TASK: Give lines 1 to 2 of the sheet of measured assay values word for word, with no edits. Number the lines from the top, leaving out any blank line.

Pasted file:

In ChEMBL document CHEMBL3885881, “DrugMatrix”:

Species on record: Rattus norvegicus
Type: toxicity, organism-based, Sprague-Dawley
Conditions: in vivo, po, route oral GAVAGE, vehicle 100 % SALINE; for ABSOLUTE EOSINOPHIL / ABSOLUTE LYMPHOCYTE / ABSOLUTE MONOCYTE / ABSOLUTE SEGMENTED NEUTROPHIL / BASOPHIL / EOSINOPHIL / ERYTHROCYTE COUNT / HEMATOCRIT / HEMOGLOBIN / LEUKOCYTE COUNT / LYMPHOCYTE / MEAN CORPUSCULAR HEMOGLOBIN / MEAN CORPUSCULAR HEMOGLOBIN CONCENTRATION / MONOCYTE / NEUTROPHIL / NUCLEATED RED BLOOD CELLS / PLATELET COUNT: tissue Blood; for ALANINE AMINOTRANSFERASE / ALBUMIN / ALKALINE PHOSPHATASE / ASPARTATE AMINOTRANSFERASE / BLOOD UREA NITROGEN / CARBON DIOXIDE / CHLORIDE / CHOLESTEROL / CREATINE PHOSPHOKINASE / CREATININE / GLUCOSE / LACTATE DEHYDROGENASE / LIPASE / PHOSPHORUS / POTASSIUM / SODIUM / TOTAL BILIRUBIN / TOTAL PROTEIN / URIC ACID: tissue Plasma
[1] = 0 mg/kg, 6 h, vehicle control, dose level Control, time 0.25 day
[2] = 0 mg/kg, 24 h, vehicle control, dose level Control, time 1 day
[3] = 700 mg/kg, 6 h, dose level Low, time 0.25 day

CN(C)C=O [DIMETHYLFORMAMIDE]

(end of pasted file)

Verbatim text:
In ChEMBL document CHEMBL3885881, “DrugMatrix”:

Species on record: Rattus norvegicus